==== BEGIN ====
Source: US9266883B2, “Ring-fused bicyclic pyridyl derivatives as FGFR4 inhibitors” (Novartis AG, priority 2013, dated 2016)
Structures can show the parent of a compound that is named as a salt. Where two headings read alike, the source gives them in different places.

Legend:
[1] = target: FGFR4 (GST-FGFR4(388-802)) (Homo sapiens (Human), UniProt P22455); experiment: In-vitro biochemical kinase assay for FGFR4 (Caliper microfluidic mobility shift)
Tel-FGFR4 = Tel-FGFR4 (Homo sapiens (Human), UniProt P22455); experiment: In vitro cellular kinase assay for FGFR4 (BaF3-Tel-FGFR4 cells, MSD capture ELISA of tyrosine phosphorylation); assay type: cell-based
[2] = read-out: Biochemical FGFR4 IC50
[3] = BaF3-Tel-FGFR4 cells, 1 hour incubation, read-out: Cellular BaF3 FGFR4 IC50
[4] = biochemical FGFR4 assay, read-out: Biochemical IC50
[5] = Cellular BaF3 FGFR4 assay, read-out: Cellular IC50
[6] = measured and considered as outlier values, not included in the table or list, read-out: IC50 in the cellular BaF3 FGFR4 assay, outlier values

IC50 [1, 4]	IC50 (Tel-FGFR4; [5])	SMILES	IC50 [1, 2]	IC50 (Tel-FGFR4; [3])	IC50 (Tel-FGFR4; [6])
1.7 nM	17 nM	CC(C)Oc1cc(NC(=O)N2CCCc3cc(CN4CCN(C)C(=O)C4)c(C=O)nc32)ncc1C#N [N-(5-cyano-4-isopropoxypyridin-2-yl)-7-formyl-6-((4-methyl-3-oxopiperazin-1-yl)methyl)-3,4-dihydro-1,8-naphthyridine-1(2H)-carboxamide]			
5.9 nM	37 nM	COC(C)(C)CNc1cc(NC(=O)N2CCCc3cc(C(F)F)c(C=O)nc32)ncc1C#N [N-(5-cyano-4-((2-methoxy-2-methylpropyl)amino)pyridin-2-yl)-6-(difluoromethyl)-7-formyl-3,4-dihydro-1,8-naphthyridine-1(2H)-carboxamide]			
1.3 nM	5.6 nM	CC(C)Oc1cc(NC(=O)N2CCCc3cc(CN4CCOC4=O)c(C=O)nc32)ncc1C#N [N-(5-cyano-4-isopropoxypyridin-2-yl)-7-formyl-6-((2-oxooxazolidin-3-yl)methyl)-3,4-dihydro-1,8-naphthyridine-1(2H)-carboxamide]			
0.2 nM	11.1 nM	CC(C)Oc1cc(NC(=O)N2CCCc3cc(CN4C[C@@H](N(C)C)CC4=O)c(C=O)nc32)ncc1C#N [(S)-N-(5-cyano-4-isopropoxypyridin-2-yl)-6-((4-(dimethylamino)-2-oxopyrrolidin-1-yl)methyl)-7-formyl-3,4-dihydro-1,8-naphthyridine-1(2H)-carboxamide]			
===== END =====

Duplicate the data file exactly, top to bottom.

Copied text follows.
Source: US9266883B2, “Ring-fused bicyclic pyridyl derivatives as FGFR4 inhibitors” (Novartis AG, priority 2013, dated 2016)
Structures can show the parent of a compound that is named as a salt. Where two headings read alike, the source gives them in different places.

Legend:
[1] = target: FGFR4 (GST-FGFR4(388-802)) (Homo sapiens (Human), UniProt P22455); experiment: In-vitro biochemical kinase assay for FGFR4 (Caliper microfluidic mobility shift)
Tel-FGFR4 = Tel-FGFR4 (Homo sapiens (Human), UniProt P22455); experiment: In vitro cellular kinase assay for FGFR4 (BaF3-Tel-FGFR4 cells, MSD capture ELISA of tyrosine phosphorylation); assay type: cell-based
[2] = read-out: Biochemical FGFR4 IC50
[3] = BaF3-Tel-FGFR4 cells, 1 hour incubation, read-out: Cellular BaF3 FGFR4 IC50
[4] = biochemical FGFR4 assay, read-out: Biochemical IC50
[5] = Cellular BaF3 FGFR4 assay, read-out: Cellular IC50
[6] = measured and considered as outlier values, not included in the table or list, read-out: IC50 in the cellular BaF3 FGFR4 assay, outlier values

IC50 [1, 4]	IC50 (Tel-FGFR4; [5])	SMILES	IC50 [1, 2]	IC50 (Tel-FGFR4; [3])	IC50 (Tel-FGFR4; [6])
1.7 nM	17 nM	CC(C)Oc1cc(NC(=O)N2CCCc3cc(CN4CCN(C)C(=O)C4)c(C=O)nc32)ncc1C#N [N-(5-cyano-4-isopropoxypyridin-2-yl)-7-formyl-6-((4-methyl-3-oxopiperazin-1-yl)methyl)-3,4-dihydro-1,8-naphthyridine-1(2H)-carboxamide]			
5.9 nM	37 nM	COC(C)(C)CNc1cc(NC(=O)N2CCCc3cc(C(F)F)c(C=O)nc32)ncc1C#N [N-(5-cyano-4-((2-methoxy-2-methylpropyl)amino)pyridin-2-yl)-6-(difluoromethyl)-7-formyl-3,4-dihydro-1,8-naphthyridine-1(2H)-carboxamide]			
1.3 nM	5.6 nM	CC(C)Oc1cc(NC(=O)N2CCCc3cc(CN4CCOC4=O)c(C=O)nc32)ncc1C#N [N-(5-cyano-4-isopropoxypyridin-2-yl)-7-formyl-6-((2-oxooxazolidin-3-yl)methyl)-3,4-dihydro-1,8-naphthyridine-1(2H)-carboxamide]			
0.2 nM	11.1 nM	CC(C)Oc1cc(NC(=O)N2CCCc3cc(CN4C[C@@H](N(C)C)CC4=O)c(C=O)nc32)ncc1C#N [(S)-N-(5-cyano-4-isopropoxypyridin-2-yl)-6-((4-(dimethylamino)-2-oxopyrrolidin-1-yl)methyl)-7-formyl-3,4-dihydro-1,8-naphthyridine-1(2H)-carboxamide]			